London records big spike in antisemitic, Islamophobic hate crimes amid Israel conflict

According to the Metropolitan Police figures, between October 1 and 18 there were 218 antisemitic offences compared to 15 in the same period last year.
For representational purposes (Photo | AFP)
For representational purposes (Photo | AFP)

LONDON: The UK capital has registered a big spike in antisemitic and Islamophobic hate crimes since the Israel-Gaza conflict broke out, Scotland Yard data revealed on Friday as the police force sought to reassure communities of additional force deployment to protect against such incidents in London.

According to the Metropolitan Police figures, between October 1 and 18 there were 218 antisemitic offences compared to 15 in the same period last year. During the same period, Islamophobic offences registered a spike from 42 to 101. These represent percentage rises of 1,353 per cent and 140 per cent respectively.

"The Met has been working closely with representatives from London's Jewish and Muslim communities since the attacks in Israel," the Met Police said in a statement.

"Officers have been deployed to provide reassurance and to investigate offences in the vicinity of faith schools, places of worship and in those communities where we know the levels of concern are highest. So far officers have visited 445 schools and 1,930 places of worship. Those visits will continue," the statement said.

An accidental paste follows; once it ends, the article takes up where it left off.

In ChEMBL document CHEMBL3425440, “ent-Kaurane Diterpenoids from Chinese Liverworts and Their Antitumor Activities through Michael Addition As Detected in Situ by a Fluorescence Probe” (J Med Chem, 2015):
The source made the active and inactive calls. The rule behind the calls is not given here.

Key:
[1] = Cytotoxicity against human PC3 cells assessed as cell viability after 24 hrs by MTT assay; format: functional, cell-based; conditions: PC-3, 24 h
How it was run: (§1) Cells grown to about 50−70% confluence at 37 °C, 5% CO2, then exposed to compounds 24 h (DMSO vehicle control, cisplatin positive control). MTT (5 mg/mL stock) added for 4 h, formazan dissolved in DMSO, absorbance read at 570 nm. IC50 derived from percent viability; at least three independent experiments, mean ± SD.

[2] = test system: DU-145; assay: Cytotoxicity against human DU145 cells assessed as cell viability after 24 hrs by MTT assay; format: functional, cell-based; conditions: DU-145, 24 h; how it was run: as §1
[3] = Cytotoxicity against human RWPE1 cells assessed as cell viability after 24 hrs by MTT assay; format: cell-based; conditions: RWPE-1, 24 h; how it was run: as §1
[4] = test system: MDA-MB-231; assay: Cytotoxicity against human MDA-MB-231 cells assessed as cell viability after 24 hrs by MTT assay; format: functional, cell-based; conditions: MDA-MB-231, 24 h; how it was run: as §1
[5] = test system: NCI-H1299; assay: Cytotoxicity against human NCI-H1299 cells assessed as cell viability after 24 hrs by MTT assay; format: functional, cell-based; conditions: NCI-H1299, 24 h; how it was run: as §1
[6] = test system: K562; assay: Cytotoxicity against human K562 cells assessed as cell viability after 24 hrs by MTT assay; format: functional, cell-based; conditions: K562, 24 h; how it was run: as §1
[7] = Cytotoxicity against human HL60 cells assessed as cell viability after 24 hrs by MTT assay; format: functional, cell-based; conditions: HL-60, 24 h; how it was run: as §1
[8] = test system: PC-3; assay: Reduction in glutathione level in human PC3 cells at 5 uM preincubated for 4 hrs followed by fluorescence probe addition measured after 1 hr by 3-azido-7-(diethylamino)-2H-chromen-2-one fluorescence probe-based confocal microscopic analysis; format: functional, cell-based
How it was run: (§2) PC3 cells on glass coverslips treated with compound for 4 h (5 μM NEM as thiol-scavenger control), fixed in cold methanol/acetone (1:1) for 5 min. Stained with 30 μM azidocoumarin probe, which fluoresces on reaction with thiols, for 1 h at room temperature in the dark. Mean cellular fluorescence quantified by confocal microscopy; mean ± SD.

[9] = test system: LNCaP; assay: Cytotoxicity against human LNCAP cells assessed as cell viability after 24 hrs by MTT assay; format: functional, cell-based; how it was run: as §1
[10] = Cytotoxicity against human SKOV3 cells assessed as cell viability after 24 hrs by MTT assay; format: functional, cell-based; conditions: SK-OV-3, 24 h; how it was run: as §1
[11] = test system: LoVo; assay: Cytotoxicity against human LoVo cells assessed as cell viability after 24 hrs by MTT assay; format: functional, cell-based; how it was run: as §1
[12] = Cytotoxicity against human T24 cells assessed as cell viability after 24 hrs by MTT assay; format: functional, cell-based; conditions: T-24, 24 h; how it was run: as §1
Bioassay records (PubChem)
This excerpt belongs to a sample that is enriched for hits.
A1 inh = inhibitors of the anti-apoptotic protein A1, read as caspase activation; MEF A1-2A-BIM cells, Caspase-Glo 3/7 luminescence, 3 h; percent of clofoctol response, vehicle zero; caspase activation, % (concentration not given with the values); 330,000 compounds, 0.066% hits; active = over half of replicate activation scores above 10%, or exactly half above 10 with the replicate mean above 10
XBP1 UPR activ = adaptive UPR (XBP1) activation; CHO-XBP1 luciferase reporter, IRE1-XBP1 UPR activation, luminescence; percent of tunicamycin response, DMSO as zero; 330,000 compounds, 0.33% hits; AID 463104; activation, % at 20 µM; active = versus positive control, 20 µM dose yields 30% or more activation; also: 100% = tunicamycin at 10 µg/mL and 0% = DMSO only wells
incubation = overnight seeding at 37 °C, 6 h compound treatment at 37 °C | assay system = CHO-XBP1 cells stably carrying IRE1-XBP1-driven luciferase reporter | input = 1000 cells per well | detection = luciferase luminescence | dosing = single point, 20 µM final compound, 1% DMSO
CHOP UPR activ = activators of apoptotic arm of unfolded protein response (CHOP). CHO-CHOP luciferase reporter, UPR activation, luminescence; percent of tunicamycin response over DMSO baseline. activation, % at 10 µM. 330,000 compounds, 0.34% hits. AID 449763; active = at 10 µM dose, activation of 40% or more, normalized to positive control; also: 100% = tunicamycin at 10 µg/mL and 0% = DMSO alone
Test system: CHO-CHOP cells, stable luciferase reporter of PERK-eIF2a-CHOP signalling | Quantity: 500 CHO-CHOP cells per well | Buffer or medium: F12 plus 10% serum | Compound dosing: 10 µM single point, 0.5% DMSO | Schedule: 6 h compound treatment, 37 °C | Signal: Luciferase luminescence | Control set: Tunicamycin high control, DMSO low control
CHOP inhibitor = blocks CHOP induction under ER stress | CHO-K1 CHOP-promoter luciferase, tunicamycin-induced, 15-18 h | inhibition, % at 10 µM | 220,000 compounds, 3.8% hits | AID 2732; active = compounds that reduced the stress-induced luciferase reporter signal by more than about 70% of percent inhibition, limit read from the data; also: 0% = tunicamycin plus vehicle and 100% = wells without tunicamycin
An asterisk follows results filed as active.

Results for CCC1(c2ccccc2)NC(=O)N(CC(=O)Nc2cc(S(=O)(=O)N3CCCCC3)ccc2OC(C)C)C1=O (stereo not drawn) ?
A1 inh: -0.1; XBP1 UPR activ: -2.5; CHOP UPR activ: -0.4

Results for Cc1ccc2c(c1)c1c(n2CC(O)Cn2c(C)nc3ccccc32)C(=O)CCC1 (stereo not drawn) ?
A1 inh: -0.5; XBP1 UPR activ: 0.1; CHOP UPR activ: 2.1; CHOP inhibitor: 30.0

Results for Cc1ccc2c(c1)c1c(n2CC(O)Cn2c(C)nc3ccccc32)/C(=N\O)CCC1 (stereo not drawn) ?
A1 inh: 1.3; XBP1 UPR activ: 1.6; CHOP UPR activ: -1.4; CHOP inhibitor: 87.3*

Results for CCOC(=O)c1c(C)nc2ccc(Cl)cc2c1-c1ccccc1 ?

The UK's largest police force said that so far its officers have made 21 arrests for hate crime offences in the community. For example, this week they arrested a man on suspicion of defacing posters of missing Israelis in Camden and another man in relation to 10 incidents of Islamophobic graffiti on bus stops. Further arrests were also made at protests and demonstrations, held in support of Israelis or Palestinians.

"While there have been pockets of disorder and some instances of hate speech, the majority of the protest activity has been lawful and has taken place without incident. The largest demonstration seen so far took place last Saturday. Officers made 15 arrests for a variety of offences," the Met Police said.

The force is expecting another big demonstration in central London on Saturday, organised by the Palestine Solidarity Campaign, and said that over 1,000 officers will be deployed to police the event. They include public order trained officers, roads policing teams, mounted units, dog units and police staff who are providing essential support.

"We will police this demonstration impartially, protecting the right to protest while intervening or gathering evidence for subsequent investigation where offences take place. We will not stand by if we see examples of hate crime taking place. We will intervene," the Met Police said.

Under the Public Order Act, the Met Police has banned protesters from assembling outside of the Israeli embassy in London and revealed that counter-terrorism officers would be monitoring for anyone supporting Hamas or Hezbollah, both of which are banned under the UK's terror laws.

"It is important to remember that while supporting the Palestinian cause or criticising Israel is not, in itself, unlawful, any support for a proscribed organisation such as Hamas or Hezbollah is unlawful. Anyone wearing, carrying or otherwise displaying symbols that are supportive of a proscribed organisation can be arrested. The same is true for chanting or slogans," the police warned.

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